IFA Reject Revised Farm Inspection Requirements

At a meeting with senior officials in the Department of Agriculture in Portlaoise, IFA Deputy President Eddie Downey strongly rejected new inspection requirements which involve assembling livestock for reading identity tags.  Eddie Downey said the new proposals are way over the top and the Minister for Agriculture Simon Coveney must intervene to ensure a more farmer friendly inspection regime.

 

He said there was no need to assemble livestock to read tags for a Department of Agriculture inspection.  “The Department should be able to obtain a reasonable sample of tags without bringing all animals into the farmer’s yard.  Assembling animals involves a considerable workload, creates undue stress, adds to costs, and is another farm safety risk.”

 

The IFA Deputy President highlighted the need for earlier applications, speedier problem solving, processing and payments under the 2012 scheme.  In addition, he said unannounced inspections are totally unacceptable and IFA is demanding that no inspector arrives on a farm without reasonable prior notice.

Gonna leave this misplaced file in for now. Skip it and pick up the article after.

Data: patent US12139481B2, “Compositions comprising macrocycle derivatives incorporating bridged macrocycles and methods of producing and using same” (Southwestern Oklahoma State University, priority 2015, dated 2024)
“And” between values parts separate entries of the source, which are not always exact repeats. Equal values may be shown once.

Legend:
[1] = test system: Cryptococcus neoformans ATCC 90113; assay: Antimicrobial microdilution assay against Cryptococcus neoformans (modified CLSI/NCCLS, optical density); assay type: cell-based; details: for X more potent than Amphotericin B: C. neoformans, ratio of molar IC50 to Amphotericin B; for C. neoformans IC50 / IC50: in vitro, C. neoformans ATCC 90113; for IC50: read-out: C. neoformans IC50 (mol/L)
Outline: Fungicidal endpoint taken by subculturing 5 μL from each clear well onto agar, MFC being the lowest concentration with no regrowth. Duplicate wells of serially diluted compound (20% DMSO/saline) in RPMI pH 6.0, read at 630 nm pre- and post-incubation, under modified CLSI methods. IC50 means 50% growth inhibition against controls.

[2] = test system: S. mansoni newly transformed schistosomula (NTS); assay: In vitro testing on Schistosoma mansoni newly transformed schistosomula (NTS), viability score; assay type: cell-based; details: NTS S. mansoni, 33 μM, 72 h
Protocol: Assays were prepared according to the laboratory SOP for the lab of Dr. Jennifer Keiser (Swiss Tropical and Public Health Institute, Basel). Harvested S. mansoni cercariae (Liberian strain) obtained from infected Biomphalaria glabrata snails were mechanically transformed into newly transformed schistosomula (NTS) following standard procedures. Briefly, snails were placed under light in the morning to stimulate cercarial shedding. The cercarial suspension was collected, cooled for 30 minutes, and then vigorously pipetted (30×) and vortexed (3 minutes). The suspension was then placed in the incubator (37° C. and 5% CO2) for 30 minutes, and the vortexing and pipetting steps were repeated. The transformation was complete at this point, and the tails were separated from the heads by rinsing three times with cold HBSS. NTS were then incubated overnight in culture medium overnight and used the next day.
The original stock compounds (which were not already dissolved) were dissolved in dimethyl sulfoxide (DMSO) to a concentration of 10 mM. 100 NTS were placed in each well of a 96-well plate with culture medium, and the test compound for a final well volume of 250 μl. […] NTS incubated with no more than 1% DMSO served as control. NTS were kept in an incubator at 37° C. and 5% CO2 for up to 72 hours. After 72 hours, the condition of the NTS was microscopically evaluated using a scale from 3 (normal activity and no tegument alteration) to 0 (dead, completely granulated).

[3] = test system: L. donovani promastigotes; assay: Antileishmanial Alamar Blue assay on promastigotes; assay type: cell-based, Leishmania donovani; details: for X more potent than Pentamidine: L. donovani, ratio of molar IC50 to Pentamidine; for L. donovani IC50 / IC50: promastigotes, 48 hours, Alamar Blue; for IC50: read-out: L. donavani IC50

Eddie Downey said IFA also highlighted the need for better co-ordination of inspections and the avoidance of duplication as well as increased tolerances, reduced penalties and a strict adherence to prompt payment deadlines.  He said farmers will not tolerate a repeat of last year, where applicants selected for inspection encountered long payment delays.

 

He said the Department of Agriculture has given IFA a commitment that on-line applications will be processed earlier and any problems will be dealt with well before the payment deadlines including earlier digitisation of any land parcels, where necessary.

 

The IFA Deputy President made it very clear to the Department that maps, digitisation, processing delays or inspections cannot be allowed to hold up 2012 payments later in the year.  The Department gave a commitment to bring forward digitising work by 3 months.

 

“There are significant advantages in submitting on-line SFP applications.  Apart from the commitment to be processed and paid earlier by the Department, farmers and their agents can make changes to their applications and maps online.  Last year 54,000 applications were made on-line and every effort should be made to increase this number for 2012.”

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